Karl Urban is Unsure Whether 'Star Trek 4' Will Ever Get Made

Friday, 13 October 2017 - 5:47PM
Star Trek
Star Trek Beyond
Friday, 13 October 2017 - 5:47PM
Karl Urban is Unsure Whether 'Star Trek 4' Will Ever Get Made
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Bad news for Trekkies, and anyone else with a vested interest in speculative science fiction.

Karl Urban, who plays Dr Leonard H "Bones" McCoy in the Star Trek movies from JJ Abrams and Justin Lin, has spoken out about what's going on with the announced Star Trek 4, and it's not good. Basically, there's no word from anyone in the production company as to whether this movie is actually going ahead, and Urban is bracing himself to accept the fact that the movie series might be dead in the water.

Speaking to ScreenCrush, Urban explained how much he knew about the movie, which is next to nothing:

Opening quote
"Listen, we'd all love to make another Star Trek movie. That's absolutely certain. But if we don't get that opportunity then I'm really happy to have ended on such a good note. We had such a wonderful time shooting Star Trek Beyond. It was an amazing experience - and we're all still grieving over the fact that it was the last time that we got to shoot with Anton [Yelchin]. We're all like a family. It won't be the same without him."
Closing quote

Urban's words echo similar sentiments from others involved with the project over the past year, who've generally been a bit pessimistic as to whether a fourth film in the series will actually happen. Initially during the release of Star Trek Beyond in 2016, Paramount was quick to announce big plans for the future of the franchise, which would involve a new movie seeing Chris Pine's Captain Kirk teaming up with his deceased father, played by Chris Hemsworth. The strategy at play seemed to involve pulling a Marvel by getting several of the big Hollywood Chrises in the same place at the same time for movie magic.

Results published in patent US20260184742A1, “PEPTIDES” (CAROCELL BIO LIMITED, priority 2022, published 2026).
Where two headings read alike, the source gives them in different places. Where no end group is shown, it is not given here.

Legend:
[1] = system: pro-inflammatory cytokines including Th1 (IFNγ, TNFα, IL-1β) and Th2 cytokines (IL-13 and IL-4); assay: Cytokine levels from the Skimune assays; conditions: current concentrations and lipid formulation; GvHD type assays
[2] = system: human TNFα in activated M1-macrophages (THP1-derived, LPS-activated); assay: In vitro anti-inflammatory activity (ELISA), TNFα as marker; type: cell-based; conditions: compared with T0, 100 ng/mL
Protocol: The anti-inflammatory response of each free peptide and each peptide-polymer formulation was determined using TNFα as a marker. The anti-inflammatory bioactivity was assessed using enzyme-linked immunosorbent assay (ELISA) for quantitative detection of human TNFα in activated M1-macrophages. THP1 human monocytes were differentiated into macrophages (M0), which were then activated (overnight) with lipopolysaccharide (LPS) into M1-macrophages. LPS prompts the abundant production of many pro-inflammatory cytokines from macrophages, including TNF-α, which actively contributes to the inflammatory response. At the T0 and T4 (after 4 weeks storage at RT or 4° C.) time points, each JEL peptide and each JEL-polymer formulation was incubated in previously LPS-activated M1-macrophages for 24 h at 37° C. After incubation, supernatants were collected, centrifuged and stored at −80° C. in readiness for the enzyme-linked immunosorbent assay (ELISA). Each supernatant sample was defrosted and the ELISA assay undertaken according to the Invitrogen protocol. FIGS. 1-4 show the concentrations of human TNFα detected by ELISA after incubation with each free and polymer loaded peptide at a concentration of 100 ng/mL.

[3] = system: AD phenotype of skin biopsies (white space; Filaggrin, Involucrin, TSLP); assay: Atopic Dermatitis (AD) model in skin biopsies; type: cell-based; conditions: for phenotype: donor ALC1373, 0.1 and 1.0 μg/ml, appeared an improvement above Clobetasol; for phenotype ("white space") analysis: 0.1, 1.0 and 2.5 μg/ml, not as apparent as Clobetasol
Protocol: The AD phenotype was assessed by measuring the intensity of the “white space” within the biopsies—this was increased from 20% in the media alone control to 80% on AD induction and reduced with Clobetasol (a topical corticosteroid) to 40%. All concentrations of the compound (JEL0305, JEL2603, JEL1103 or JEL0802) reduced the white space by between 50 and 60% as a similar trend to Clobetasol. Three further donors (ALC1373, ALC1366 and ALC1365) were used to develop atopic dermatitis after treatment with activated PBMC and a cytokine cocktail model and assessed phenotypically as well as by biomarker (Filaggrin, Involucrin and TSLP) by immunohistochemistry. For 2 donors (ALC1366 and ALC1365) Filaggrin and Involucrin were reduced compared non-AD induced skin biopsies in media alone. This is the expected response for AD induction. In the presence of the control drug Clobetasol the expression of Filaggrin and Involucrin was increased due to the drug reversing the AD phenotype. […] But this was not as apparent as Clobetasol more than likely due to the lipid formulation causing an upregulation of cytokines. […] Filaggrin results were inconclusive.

From the looks of things, though, that's really not going to happen. Star Trek Beyond was certainly more popular with fans than Into Darkness, but the lost goodwill from JJ Abrams' second movie in the series did hurt the third movie's box office taking. Beyond made $340 million on a $185 million budget, which sounds solid until you factor in that movie studios generally spend double a film's production budget on marketing a movie.

Official figures for advertising are never released, but it's safe to assume that if Beyond did break even, it was by such a small amount that Paramount are probably fairly justified in worrying that a sequel might not be a wise investment.

If there's an intergalactic elephant (or indeed an Ephant Mon) in the room, it's the Star Wars revival. When the new Star Trek movie reboots began, the franchise's greatest rival was dormant, but now that Disney is cranking out highly successful space operas, it makes sense that audiences don't feel Trek is quite so crucial anymore.

It's a shame, but it's somewhat to be expected. After all, Abrams essentially made a pair of Star Wars movies that wear the ill-fitting skin of a Star Trek story, and the effort to turn Trek into something more explosive and action-packed now means that it feels even more like a Star Wars wannabe from the perspective of the average moviegoer. Hardcore Trek fans have felt alienated by these new movies, and as such, are justifiable in losing interest in the series.

Still, there is hope on the horizon for Star Trek 4. If Star Trek: Discovery does well enough at reigniting interest in this long-running franchise, Paramount may be convinced to give things another try with a fourth movie in the Kelvin timeline.

Of course, Discovery is buried behind CBS' ridiculous new paywall, so it's probably not worth holding out much hope for a sudden new burst of cultural interest in Star Trek in general. It's not like we can even watch fanfilms, as they get shot down by corporate lawyers in a burst of legal phaser blasts.

Ah well, at least we'll always have The Voyage Home, the movie where Kirk and crew go back in time to save the whales.
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